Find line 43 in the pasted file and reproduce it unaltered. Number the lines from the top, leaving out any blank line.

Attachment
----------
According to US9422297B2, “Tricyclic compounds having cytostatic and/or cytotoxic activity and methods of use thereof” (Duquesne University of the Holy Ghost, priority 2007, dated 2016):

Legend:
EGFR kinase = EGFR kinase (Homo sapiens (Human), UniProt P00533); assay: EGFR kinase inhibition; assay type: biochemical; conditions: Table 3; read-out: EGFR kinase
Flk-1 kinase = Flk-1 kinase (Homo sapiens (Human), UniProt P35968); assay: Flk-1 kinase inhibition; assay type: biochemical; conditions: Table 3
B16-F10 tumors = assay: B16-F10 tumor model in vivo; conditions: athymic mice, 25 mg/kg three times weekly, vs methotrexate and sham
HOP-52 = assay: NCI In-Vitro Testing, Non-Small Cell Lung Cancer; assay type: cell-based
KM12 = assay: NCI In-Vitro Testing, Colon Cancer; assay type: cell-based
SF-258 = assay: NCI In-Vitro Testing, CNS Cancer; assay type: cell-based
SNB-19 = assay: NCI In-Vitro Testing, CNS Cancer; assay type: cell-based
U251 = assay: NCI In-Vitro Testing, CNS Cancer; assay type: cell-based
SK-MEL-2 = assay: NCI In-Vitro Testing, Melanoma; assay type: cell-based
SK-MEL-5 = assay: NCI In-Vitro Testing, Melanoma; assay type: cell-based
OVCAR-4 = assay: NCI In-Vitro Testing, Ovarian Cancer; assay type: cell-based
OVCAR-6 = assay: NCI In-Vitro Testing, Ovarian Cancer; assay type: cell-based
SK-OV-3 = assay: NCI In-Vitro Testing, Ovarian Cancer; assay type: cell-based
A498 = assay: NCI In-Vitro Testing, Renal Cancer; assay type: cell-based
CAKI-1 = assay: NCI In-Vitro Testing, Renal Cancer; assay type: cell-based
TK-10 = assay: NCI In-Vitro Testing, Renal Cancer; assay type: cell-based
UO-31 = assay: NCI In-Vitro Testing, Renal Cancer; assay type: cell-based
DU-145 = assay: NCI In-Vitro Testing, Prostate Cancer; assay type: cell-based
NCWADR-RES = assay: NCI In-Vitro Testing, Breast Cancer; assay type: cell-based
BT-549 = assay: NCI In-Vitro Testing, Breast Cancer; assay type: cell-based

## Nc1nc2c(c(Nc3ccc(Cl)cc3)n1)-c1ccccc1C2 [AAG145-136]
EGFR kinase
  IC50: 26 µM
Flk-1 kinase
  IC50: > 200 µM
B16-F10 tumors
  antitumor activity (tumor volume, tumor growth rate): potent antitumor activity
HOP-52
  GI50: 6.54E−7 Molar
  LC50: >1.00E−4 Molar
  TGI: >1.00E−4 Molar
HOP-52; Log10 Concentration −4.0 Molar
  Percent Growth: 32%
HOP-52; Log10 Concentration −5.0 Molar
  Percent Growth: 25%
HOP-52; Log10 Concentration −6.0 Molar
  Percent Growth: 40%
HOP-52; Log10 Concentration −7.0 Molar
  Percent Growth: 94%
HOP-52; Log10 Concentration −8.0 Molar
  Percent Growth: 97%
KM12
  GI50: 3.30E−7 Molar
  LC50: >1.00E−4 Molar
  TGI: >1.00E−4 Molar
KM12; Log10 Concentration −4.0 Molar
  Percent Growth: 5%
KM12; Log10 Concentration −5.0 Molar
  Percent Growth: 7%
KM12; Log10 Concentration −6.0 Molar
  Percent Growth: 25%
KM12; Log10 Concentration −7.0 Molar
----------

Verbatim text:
  Percent Growth: 97%